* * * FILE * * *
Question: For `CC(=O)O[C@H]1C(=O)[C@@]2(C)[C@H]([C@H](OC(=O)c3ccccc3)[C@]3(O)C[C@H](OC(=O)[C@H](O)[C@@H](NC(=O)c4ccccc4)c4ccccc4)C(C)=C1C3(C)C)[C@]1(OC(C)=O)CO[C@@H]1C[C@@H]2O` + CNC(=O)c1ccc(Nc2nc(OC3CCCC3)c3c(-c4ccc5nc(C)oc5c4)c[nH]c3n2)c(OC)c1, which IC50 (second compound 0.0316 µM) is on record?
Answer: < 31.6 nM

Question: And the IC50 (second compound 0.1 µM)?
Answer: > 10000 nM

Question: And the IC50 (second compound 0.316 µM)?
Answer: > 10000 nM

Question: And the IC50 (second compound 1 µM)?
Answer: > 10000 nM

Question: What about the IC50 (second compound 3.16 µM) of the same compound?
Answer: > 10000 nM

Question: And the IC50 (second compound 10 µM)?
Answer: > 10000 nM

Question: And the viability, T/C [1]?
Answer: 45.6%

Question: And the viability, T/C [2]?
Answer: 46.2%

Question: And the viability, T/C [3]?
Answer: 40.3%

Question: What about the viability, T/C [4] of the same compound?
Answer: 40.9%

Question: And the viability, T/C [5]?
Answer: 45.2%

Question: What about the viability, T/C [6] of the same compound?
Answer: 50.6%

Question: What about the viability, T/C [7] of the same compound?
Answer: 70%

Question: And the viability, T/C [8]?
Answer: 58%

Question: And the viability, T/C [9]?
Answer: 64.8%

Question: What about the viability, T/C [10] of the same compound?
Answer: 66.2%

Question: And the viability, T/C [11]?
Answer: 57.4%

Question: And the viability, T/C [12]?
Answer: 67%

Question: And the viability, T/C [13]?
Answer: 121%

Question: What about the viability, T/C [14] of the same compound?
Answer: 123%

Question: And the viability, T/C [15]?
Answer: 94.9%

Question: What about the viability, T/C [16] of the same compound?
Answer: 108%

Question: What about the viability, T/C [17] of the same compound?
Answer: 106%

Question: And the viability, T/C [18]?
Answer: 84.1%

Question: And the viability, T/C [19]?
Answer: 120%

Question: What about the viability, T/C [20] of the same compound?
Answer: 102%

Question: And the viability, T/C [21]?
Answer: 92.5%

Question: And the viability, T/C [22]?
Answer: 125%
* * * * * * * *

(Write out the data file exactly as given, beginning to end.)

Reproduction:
Question: For `CC(=O)O[C@H]1C(=O)[C@@]2(C)[C@H]([C@H](OC(=O)c3ccccc3)[C@]3(O)C[C@H](OC(=O)[C@H](O)[C@@H](NC(=O)c4ccccc4)c4ccccc4)C(C)=C1C3(C)C)[C@]1(OC(C)=O)CO[C@@H]1C[C@@H]2O` + CNC(=O)c1ccc(Nc2nc(OC3CCCC3)c3c(-c4ccc5nc(C)oc5c4)c[nH]c3n2)c(OC)c1, which IC50 (second compound 0.0316 µM) is on record?
Answer: < 31.6 nM

Question: And the IC50 (second compound 0.1 µM)?
Answer: > 10000 nM

Question: And the IC50 (second compound 0.316 µM)?
Answer: > 10000 nM

Question: And the IC50 (second compound 1 µM)?
Answer: > 10000 nM

Question: What about the IC50 (second compound 3.16 µM) of the same compound?
Answer: > 10000 nM

Question: And the IC50 (second compound 10 µM)?
Answer: > 10000 nM

Question: And the viability, T/C [1]?
Answer: 45.6%

Question: And the viability, T/C [2]?
Answer: 46.2%

Question: And the viability, T/C [3]?
Answer: 40.3%

Question: What about the viability, T/C [4] of the same compound?
Answer: 40.9%

Question: And the viability, T/C [5]?
Answer: 45.2%

Question: What about the viability, T/C [6] of the same compound?
Answer: 50.6%

Question: What about the viability, T/C [7] of the same compound?
Answer: 70%

Question: And the viability, T/C [8]?
Answer: 58%

Question: And the viability, T/C [9]?
Answer: 64.8%

Question: What about the viability, T/C [10] of the same compound?
Answer: 66.2%

Question: And the viability, T/C [11]?
Answer: 57.4%

Question: And the viability, T/C [12]?
Answer: 67%

Question: And the viability, T/C [13]?
Answer: 121%

Question: What about the viability, T/C [14] of the same compound?
Answer: 123%

Question: And the viability, T/C [15]?
Answer: 94.9%

Question: What about the viability, T/C [16] of the same compound?
Answer: 108%

Question: What about the viability, T/C [17] of the same compound?
Answer: 106%

Question: And the viability, T/C [18]?
Answer: 84.1%

Question: And the viability, T/C [19]?
Answer: 120%

Question: What about the viability, T/C [20] of the same compound?
Answer: 102%

Question: And the viability, T/C [21]?
Answer: 92.5%

Question: And the viability, T/C [22]?
Answer: 125%